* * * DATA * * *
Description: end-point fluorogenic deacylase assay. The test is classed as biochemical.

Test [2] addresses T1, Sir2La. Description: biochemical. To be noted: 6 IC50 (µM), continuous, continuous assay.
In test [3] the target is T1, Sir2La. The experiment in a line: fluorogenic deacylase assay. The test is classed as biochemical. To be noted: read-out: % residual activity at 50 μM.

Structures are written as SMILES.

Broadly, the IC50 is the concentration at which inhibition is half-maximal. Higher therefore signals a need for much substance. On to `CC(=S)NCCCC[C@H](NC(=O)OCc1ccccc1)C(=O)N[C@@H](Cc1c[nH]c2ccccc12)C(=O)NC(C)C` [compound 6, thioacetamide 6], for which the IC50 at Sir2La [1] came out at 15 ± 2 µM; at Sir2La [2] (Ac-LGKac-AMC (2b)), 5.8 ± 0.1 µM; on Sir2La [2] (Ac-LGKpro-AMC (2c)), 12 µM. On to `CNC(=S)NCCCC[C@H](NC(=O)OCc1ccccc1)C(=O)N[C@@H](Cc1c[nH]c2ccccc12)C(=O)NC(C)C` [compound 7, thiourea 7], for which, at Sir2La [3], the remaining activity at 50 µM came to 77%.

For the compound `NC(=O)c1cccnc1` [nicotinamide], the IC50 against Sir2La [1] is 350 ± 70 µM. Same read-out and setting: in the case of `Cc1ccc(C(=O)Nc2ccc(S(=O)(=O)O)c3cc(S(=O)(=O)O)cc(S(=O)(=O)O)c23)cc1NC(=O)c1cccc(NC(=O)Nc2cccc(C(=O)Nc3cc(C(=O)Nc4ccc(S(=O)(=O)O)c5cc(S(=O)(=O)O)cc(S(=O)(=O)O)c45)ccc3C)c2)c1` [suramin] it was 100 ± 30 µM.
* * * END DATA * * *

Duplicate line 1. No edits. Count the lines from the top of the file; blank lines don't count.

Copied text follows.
Description: end-point fluorogenic deacylase assay. The test is classed as biochemical.